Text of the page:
In a preferred embodiment, the reservoir contains a separation media, such as marbles, wire mesh, or crumpled wire, to further slow the water flow and enhance separation of the air from the water.
Other objects, aspects and features of the present invention in addition to those mentioned above will be pointed out in or will be understood from the following detailed description provided in conjunction with the accompanying drawings.
FIG. 1 is a cross-sectional view of a first embodiment of an air purging circulator in accordance with the invention.
FIG. 2 is a cross-sectional view of a second embodiment of an air purging circulator in accordance with the invention.
FIG. 3 is a cross-sectional view of a third embodiment of an air purging circulator in accordance with the invention.
FIG. 4 is a schematic illustration of a hydronic heating system incorporating the air purging circulator of the present invention.
The present invention has particular application in hydronic heating systems, i.e., circulating hot water heating systems found in many homes. Referring now to FIGS. 1-3, an air purging circulator 30 for a hydronic heating system is shown in three different embodiments. In the Figures, the same numbers refer to like elements in the different embodiments.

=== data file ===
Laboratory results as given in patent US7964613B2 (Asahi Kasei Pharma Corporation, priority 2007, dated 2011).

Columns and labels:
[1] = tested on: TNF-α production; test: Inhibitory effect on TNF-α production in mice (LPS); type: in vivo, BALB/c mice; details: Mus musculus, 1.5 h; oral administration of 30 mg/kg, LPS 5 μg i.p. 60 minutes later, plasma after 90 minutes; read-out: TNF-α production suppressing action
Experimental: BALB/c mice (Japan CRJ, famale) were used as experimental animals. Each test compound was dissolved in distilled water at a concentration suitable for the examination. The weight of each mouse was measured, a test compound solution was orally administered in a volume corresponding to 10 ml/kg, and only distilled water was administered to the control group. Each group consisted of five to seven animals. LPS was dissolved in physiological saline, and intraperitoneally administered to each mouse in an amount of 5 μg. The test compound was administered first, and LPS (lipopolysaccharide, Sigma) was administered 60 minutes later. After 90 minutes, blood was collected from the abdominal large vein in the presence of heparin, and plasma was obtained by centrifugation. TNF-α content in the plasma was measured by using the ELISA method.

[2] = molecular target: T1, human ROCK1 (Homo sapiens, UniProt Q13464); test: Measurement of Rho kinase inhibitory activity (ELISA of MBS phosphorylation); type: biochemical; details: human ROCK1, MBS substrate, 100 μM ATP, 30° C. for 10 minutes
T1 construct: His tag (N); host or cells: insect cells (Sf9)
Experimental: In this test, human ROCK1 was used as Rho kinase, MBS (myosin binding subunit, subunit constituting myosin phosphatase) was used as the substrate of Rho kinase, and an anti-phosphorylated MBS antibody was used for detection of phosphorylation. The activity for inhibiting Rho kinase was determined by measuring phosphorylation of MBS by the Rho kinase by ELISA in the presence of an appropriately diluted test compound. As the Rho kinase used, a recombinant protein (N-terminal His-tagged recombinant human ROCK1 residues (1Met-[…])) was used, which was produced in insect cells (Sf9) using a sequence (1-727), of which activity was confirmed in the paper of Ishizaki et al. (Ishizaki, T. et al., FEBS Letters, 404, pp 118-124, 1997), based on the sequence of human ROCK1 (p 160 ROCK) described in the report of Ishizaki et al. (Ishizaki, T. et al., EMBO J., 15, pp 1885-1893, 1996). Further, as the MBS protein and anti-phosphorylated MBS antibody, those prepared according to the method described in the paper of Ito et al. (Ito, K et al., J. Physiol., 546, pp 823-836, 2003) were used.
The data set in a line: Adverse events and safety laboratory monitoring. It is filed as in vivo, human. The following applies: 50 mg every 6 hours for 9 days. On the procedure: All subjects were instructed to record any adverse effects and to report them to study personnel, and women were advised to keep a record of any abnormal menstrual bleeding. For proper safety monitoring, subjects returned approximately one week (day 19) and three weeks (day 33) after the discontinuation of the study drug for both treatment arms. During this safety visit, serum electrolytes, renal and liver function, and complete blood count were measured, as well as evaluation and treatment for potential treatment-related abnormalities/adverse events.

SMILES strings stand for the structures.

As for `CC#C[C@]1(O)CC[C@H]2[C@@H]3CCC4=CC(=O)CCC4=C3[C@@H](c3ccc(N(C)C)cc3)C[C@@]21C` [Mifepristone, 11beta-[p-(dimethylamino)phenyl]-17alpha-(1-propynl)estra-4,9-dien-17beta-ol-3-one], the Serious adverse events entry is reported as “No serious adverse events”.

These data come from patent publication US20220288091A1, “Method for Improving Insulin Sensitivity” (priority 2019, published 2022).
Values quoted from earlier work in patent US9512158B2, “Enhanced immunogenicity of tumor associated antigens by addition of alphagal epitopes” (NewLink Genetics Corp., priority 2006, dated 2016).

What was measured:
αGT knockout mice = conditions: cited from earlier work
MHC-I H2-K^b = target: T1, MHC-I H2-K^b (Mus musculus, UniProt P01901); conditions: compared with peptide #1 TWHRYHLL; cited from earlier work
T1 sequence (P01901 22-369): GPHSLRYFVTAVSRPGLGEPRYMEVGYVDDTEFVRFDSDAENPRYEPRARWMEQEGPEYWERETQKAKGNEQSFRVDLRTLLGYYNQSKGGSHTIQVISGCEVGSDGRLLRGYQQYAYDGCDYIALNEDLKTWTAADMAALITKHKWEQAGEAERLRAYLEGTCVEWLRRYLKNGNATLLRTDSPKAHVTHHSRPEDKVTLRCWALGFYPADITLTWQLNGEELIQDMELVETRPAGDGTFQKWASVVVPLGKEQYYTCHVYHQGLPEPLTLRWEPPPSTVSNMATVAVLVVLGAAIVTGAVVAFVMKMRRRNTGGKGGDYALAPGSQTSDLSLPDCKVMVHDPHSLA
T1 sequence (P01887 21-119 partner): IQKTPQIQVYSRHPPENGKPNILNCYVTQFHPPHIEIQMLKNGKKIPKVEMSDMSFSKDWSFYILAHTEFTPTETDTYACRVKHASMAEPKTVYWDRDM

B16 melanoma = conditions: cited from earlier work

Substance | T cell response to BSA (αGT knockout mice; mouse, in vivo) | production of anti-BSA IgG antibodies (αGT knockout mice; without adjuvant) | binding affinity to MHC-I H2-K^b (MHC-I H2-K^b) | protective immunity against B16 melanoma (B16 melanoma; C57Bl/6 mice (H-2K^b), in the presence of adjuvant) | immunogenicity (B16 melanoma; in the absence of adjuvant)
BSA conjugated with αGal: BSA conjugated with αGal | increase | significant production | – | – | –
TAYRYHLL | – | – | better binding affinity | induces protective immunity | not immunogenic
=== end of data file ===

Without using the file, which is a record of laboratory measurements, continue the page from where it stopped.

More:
Circulator 30 will be identified by the trademark "AUTO PURGER." Circulator 30 comprises an electric motor 12, a pump housing 32, and an impeller 5. Pump housing 32 has a flanged inlet aperture 7, and a passage 8 leading from said inlet aperture 7 to an air purging reservoir 6. An outlet from the air purging reservoir 6 has an outlet aperture 34 connected to an impeller chamber 4, such that the reservoir 6 is on the upstream, or suction side, of the impeller chamber. Impeller chamber 4 is connected by a passageway 36 to a flanged outlet aperture 9 in pump housing 32. The impeller chamber preferably connects to the flanged outlet aperture 9 in the pump housing 32 by a curved tube 46 that extends from the impeller chamber 4, at the inlet aperture side 42 of the housing, to the outlet aperture 9, as shown in FIG. 1.